Murder Charge, Weapons Charges Dropped in Case Against Ray Dicks

Prosecutors have dropped charges against murder suspect Ray Allen Dicks, freeing Dicks after 11 months in DC jail.

Judge William Jackson signed an order releasing Dicks Oct. 19; ten months earlier Jackson had found “substantial probability” in the case against the 22-year-old.

Dicks was accused of killing 24-year-old Eric Dionte Kearney, shooting him multiple times on Oct. 17, 2011, near Truxton Circle. In an indictment, Dicks was charged with first-degree murder while armed and three weapons violations.

Kearney was found shot near the 1600 block of Lincoln Road Northeast at about 8:18 p.m. Oct. 17, 2011, when officers responded to a call for reports of gunshots. A subsequent investigation led them to Dicks.

Dicks had been identified by a witness, according to an arrest warrant issued for him last year. Officers later spoke with multiple inmates at DC jail who told officers they overheard conversations identifying Dicks as the shooter.

Prosecutors thought the conversations showed that Dicks targeted Kearney, also known as Tay, because Kearney accused another man of being a police informant in his brother’s, Kwan Kearney‘s, case.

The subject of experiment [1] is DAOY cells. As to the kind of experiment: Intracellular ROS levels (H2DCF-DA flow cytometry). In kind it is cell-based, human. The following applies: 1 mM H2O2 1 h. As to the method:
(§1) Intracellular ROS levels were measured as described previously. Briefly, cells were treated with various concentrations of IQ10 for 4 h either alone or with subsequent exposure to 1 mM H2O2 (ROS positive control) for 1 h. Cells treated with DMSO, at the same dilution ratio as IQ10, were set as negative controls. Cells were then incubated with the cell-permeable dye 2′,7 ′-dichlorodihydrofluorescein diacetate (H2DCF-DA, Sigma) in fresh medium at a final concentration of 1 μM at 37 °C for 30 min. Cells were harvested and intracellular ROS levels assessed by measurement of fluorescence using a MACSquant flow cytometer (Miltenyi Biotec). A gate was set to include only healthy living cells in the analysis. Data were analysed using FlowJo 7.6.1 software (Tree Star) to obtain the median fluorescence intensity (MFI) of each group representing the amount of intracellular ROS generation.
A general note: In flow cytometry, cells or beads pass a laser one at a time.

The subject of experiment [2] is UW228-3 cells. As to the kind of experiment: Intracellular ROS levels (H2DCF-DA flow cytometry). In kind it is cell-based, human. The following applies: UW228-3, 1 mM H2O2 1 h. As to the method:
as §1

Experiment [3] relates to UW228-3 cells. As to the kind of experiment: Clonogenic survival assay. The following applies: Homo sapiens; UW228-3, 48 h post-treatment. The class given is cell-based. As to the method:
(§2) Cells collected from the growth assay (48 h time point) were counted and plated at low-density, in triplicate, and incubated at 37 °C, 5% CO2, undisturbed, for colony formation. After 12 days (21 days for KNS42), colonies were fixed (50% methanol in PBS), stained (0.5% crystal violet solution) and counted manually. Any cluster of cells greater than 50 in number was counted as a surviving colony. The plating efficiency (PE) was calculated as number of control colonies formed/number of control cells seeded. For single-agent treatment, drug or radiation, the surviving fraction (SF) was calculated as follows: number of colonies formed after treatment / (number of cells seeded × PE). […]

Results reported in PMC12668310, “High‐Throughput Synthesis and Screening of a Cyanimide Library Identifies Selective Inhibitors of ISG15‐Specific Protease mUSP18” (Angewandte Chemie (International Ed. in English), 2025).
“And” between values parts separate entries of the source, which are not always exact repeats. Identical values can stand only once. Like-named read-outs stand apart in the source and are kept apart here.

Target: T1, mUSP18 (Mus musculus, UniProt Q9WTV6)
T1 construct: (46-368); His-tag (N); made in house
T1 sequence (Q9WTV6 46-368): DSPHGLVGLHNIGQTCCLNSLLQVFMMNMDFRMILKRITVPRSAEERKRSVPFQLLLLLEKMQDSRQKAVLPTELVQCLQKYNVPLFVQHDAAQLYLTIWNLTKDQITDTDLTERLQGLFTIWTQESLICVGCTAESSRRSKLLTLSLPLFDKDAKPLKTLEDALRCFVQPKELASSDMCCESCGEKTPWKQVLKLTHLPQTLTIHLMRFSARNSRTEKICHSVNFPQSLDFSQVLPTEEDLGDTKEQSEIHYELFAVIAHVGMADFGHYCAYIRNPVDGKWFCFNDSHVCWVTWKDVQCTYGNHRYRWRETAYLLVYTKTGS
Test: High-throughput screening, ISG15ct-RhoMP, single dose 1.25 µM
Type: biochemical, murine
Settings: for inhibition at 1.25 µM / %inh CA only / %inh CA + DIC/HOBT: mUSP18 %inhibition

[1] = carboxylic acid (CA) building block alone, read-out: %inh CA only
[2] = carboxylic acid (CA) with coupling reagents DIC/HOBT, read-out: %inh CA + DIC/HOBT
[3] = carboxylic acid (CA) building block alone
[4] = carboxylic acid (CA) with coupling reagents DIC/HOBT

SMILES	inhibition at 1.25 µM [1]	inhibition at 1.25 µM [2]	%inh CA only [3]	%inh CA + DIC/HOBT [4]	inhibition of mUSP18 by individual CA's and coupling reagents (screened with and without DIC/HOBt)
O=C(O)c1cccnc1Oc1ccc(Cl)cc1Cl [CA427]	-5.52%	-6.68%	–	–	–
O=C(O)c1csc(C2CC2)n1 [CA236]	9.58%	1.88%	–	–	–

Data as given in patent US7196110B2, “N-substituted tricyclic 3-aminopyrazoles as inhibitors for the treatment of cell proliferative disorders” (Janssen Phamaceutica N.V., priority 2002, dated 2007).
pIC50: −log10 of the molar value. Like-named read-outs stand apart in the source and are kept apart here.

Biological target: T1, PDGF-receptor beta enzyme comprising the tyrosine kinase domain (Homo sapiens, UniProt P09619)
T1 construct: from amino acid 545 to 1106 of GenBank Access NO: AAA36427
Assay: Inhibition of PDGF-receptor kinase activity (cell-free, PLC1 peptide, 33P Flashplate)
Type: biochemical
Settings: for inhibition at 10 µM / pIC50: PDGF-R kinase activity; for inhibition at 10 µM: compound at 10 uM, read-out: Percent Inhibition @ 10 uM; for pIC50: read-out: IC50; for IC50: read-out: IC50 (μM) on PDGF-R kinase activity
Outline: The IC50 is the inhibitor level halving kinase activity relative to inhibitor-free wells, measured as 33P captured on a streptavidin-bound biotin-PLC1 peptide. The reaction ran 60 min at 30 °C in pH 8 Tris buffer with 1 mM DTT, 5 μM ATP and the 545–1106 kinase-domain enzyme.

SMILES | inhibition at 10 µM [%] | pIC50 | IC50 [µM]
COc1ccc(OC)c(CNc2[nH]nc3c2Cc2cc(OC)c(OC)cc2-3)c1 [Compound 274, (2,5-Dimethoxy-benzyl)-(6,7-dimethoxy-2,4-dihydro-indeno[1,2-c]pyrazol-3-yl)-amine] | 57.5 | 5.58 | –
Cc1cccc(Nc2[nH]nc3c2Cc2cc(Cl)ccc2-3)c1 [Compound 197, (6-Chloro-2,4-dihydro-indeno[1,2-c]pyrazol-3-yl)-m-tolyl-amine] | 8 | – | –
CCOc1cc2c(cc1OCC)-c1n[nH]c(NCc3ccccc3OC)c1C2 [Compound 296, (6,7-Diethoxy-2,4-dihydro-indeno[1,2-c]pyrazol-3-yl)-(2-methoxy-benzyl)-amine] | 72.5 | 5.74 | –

Charging documents in the case allege that Dicks shot at Eric Kearney because he had heard that Eric Kearney was saying that when the alleged “snitch” in Kwan Kearney’s case was released from jail and came home, that he shouldn’t “come to the block.”

“Tay is going around telling everybody I’m snitching on Kwan’s case,” a man identified as “Witness 5” told homicide investigators.

“I handled that Tay situation,” Dicks told Witness 5, while visiting DC Jail last month, another inmate told investigators.

Kwan Kearney was later convicted in the two murder cases he was charged in.

Officers from the Capital Area Regional Fugitive Task Force arrested Dicks Nov. 15, 2011.

At a preliminary hearing, Dicks’ attorney, Renee Raymond, suggested that Dicks could not have shot Kearney because he was enrolled in a class that met at the same time that the shooting took place.

Detective Sean Caine, who testified at the preliminary hearing, said that when he was questioned about the shooting he told detectives that he was in class when Kearney was killed. Attendance records indicate that he was signed in to Fortis College in Landover, Md. for a class from 6 p.m. to 11 p.m. that night, Caine said. A test related to a medical technician’s degree was administered in that class period and a test with Dicks’ name on it was presented to the court.

Raymond was not available for comment this week.

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